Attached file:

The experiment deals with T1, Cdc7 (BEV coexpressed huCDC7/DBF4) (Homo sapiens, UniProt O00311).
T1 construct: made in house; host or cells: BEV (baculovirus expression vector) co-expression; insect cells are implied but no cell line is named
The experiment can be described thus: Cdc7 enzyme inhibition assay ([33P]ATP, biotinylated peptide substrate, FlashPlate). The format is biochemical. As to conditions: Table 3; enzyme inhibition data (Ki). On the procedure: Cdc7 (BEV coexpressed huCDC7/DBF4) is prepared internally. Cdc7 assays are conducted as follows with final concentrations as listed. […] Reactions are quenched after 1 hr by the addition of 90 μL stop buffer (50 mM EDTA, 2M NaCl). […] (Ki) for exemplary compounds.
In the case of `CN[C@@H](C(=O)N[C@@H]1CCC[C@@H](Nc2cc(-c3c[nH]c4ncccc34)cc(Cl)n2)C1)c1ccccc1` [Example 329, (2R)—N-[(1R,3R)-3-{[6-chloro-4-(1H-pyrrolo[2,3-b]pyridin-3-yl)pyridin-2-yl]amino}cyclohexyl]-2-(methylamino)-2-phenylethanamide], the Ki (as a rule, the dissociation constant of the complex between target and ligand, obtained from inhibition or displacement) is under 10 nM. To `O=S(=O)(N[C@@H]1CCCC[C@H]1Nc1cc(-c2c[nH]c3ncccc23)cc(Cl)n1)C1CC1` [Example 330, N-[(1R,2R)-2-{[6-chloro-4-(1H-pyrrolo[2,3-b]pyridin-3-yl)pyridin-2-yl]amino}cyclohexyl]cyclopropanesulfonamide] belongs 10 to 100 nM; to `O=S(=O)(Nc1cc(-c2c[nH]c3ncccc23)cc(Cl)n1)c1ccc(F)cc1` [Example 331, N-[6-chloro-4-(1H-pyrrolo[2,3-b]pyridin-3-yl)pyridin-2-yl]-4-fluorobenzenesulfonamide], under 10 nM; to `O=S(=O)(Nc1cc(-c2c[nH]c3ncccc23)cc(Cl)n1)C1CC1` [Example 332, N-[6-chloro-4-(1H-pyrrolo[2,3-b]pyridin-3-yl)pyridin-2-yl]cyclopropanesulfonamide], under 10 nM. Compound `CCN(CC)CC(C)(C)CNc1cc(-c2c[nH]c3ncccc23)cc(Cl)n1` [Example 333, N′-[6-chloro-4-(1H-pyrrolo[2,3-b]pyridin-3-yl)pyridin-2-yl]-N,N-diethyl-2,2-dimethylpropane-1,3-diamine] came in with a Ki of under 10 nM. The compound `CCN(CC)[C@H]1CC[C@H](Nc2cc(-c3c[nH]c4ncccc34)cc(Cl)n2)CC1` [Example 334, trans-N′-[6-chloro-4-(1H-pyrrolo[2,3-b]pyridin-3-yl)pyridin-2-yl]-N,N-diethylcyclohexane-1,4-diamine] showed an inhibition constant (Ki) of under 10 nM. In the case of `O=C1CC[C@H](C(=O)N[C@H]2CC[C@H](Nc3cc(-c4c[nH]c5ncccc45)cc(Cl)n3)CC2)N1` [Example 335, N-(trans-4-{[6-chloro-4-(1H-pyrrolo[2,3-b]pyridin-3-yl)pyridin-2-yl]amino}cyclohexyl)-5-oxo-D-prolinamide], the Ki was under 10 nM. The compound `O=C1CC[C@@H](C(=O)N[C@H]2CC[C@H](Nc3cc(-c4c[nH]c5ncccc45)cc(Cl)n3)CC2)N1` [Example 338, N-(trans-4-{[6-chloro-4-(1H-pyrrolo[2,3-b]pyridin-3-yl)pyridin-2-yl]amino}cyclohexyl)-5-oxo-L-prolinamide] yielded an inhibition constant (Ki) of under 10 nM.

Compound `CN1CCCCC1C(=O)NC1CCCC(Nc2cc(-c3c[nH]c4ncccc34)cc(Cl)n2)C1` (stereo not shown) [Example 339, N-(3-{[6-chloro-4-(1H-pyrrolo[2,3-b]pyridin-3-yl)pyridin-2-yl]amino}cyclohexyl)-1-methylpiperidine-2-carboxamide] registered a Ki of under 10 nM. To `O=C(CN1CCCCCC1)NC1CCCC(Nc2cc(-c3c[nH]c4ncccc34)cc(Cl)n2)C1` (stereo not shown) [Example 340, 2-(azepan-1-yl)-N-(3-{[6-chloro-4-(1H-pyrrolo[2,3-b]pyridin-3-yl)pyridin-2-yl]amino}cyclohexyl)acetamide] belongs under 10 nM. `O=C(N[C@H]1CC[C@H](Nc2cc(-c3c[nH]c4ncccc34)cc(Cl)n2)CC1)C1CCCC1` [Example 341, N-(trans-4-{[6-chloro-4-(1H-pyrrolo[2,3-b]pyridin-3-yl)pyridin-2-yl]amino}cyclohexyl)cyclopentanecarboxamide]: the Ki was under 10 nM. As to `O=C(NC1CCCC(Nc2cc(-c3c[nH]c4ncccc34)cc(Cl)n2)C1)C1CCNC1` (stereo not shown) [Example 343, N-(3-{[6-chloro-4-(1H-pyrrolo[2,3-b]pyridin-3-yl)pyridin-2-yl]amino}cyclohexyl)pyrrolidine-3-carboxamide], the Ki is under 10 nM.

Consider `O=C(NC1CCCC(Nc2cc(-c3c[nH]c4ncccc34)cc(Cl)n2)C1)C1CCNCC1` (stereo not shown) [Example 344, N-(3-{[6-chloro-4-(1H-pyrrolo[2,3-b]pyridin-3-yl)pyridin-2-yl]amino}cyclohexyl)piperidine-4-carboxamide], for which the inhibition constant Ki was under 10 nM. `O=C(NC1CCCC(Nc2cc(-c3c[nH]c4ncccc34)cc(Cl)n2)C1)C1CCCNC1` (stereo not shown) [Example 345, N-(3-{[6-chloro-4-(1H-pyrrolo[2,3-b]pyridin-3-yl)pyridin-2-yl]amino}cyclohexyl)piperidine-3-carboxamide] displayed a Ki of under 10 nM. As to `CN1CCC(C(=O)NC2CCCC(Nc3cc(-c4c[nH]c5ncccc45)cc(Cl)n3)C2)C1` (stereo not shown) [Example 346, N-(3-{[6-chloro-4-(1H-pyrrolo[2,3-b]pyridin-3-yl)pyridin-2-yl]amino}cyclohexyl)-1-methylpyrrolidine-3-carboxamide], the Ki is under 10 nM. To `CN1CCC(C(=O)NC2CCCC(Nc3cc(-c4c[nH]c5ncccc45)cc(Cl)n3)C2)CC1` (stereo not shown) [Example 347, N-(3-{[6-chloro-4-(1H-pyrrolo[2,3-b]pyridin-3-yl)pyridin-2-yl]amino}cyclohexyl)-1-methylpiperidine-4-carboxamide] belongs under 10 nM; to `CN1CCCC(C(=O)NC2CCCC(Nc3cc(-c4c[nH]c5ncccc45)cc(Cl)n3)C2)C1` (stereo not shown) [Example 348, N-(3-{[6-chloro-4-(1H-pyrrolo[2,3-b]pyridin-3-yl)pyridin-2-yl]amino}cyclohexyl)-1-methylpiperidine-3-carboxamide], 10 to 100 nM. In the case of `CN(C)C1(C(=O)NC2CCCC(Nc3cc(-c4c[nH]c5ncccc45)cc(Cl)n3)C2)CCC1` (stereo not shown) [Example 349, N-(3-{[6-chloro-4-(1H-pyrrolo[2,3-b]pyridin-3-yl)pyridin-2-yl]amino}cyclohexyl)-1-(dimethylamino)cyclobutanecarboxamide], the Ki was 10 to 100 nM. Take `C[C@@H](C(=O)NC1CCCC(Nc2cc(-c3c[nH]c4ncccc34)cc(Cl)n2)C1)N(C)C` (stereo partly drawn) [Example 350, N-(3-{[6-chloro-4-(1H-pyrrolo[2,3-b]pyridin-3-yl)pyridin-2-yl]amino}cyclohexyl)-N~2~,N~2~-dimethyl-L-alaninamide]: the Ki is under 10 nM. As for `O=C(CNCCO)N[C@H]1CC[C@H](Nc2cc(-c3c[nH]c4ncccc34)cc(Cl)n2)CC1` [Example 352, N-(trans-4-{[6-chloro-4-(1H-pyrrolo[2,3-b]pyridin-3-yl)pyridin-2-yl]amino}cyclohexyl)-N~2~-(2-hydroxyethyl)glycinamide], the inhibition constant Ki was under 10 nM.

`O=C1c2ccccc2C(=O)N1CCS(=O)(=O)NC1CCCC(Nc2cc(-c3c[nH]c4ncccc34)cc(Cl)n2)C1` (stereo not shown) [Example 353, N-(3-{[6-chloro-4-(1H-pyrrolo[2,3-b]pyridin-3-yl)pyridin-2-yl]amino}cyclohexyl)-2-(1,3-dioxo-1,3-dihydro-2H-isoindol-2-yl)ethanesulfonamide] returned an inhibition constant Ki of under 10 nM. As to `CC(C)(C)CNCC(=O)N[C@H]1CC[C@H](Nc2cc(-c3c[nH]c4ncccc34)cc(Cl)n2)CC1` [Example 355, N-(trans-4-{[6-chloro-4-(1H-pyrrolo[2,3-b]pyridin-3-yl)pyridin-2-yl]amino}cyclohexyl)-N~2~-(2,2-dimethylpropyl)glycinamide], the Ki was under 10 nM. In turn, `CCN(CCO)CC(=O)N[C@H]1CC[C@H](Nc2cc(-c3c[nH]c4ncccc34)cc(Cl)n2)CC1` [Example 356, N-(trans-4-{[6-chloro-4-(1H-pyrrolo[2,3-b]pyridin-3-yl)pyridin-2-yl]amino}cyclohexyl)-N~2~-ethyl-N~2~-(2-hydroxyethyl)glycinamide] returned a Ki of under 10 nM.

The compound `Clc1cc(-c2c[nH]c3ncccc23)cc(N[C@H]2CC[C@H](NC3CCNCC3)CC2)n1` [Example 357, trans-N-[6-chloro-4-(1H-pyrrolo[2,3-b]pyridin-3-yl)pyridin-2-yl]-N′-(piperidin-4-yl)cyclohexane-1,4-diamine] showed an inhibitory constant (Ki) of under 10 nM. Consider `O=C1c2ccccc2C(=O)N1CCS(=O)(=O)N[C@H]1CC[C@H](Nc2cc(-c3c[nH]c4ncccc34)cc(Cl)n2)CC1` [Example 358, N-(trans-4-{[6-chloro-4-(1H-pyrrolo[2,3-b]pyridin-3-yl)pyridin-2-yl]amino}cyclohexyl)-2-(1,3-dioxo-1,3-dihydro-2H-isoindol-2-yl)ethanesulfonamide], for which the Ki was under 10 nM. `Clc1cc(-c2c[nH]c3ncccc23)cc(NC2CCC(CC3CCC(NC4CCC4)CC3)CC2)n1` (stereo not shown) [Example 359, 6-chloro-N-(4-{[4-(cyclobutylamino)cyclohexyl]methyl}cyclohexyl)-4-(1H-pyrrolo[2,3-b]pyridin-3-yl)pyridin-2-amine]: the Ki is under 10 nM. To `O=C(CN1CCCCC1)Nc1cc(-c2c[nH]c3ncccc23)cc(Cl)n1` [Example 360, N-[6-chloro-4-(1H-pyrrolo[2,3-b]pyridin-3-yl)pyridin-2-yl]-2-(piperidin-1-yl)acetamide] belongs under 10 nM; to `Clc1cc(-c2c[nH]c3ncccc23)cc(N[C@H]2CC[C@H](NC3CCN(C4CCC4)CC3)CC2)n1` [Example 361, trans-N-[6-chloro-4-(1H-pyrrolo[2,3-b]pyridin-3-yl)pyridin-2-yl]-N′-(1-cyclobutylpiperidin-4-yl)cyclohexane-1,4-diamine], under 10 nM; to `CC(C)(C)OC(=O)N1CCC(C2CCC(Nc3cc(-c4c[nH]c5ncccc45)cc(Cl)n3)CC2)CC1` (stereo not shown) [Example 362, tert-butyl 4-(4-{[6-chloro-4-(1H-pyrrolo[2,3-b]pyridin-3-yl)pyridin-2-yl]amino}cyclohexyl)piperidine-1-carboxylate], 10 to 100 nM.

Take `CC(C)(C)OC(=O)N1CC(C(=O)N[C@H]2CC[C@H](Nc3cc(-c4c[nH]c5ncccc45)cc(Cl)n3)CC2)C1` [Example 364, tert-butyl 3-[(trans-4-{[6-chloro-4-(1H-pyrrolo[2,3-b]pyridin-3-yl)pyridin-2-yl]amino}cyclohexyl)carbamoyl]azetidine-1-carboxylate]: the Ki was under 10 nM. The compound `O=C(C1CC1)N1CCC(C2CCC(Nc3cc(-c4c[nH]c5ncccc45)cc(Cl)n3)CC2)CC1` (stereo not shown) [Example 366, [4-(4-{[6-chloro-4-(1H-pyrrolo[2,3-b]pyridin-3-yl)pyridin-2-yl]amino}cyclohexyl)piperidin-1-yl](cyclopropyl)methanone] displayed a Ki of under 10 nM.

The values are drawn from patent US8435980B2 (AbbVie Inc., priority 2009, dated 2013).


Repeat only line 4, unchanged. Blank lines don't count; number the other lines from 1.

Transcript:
In the case of `CN[C@@H](C(=O)N[C@@H]1CCC[C@@H](Nc2cc(-c3c[nH]c4ncccc34)cc(Cl)n2)C1)c1ccccc1` [Example 329, (2R)—N-[(1R,3R)-3-{[6-chloro-4-(1H-pyrrolo[2,3-b]pyridin-3-yl)pyridin-2-yl]amino}cyclohexyl]-2-(methylamino)-2-phenylethanamide], the Ki (as a rule, the dissociation constant of the complex between target and ligand, obtained from inhibition or displacement) is under 10 nM. To `O=S(=O)(N[C@@H]1CCCC[C@H]1Nc1cc(-c2c[nH]c3ncccc23)cc(Cl)n1)C1CC1` [Example 330, N-[(1R,2R)-2-{[6-chloro-4-(1H-pyrrolo[2,3-b]pyridin-3-yl)pyridin-2-yl]amino}cyclohexyl]cyclopropanesulfonamide] belongs 10 to 100 nM; to `O=S(=O)(Nc1cc(-c2c[nH]c3ncccc23)cc(Cl)n1)c1ccc(F)cc1` [Example 331, N-[6-chloro-4-(1H-pyrrolo[2,3-b]pyridin-3-yl)pyridin-2-yl]-4-fluorobenzenesulfonamide], under 10 nM; to `O=S(=O)(Nc1cc(-c2c[nH]c3ncccc23)cc(Cl)n1)C1CC1` [Example 332, N-[6-chloro-4-(1H-pyrrolo[2,3-b]pyridin-3-yl)pyridin-2-yl]cyclopropanesulfonamide], under 10 nM. Compound `CCN(CC)CC(C)(C)CNc1cc(-c2c[nH]c3ncccc23)cc(Cl)n1` [Example 333, N′-[6-chloro-4-(1H-pyrrolo[2,3-b]pyridin-3-yl)pyridin-2-yl]-N,N-diethyl-2,2-dimethylpropane-1,3-diamine] came in with a Ki of under 10 nM. The compound `CCN(CC)[C@H]1CC[C@H](Nc2cc(-c3c[nH]c4ncccc34)cc(Cl)n2)CC1` [Example 334, trans-N′-[6-chloro-4-(1H-pyrrolo[2,3-b]pyridin-3-yl)pyridin-2-yl]-N,N-diethylcyclohexane-1,4-diamine] showed an inhibition constant (Ki) of under 10 nM. In the case of `O=C1CC[C@H](C(=O)N[C@H]2CC[C@H](Nc3cc(-c4c[nH]c5ncccc45)cc(Cl)n3)CC2)N1` [Example 335, N-(trans-4-{[6-chloro-4-(1H-pyrrolo[2,3-b]pyridin-3-yl)pyridin-2-yl]amino}cyclohexyl)-5-oxo-D-prolinamide], the Ki was under 10 nM. The compound `O=C1CC[C@@H](C(=O)N[C@H]2CC[C@H](Nc3cc(-c4c[nH]c5ncccc45)cc(Cl)n3)CC2)N1` [Example 338, N-(trans-4-{[6-chloro-4-(1H-pyrrolo[2,3-b]pyridin-3-yl)pyridin-2-yl]amino}cyclohexyl)-5-oxo-L-prolinamide] yielded an inhibition constant (Ki) of under 10 nM.